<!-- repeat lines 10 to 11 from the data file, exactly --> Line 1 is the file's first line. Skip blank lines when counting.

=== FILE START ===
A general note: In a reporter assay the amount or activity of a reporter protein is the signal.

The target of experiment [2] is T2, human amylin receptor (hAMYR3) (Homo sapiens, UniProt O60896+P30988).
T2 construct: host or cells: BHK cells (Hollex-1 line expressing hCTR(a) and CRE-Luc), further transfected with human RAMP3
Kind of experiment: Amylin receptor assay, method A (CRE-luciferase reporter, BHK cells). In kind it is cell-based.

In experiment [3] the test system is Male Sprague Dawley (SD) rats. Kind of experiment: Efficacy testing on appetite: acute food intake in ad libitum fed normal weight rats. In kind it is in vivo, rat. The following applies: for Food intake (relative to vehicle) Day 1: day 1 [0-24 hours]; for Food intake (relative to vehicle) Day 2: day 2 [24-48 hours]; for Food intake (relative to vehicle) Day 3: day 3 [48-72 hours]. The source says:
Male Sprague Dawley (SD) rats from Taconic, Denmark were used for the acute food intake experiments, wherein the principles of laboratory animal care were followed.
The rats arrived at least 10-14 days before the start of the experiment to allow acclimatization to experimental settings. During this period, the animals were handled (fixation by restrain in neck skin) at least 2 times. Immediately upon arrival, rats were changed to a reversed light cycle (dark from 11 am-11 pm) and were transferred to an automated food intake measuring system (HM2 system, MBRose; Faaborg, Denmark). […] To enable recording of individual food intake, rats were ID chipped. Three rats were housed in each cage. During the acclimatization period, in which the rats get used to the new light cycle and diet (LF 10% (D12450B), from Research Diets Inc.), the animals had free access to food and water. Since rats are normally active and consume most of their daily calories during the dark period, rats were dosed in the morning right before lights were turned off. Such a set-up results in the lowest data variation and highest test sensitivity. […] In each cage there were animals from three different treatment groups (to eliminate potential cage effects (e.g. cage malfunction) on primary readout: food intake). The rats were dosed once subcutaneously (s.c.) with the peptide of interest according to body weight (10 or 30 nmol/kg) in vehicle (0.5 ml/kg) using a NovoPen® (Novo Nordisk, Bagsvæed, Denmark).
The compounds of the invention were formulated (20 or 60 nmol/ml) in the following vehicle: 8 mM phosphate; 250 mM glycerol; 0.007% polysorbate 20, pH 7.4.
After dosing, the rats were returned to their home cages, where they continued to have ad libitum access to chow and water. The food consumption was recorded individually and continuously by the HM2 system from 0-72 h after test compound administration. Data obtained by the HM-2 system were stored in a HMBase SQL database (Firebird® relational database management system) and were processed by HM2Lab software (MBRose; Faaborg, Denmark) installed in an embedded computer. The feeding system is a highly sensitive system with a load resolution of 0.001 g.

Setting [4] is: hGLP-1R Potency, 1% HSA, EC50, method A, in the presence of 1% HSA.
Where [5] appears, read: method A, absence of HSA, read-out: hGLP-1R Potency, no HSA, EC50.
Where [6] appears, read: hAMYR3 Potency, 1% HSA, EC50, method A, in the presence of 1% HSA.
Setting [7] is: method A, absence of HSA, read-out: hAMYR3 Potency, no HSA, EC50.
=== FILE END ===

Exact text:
Setting [4] is: hGLP-1R Potency, 1% HSA, EC50, method A, in the presence of 1% HSA.
Where [5] appears, read: method A, absence of HSA, read-out: hGLP-1R Potency, no HSA, EC50.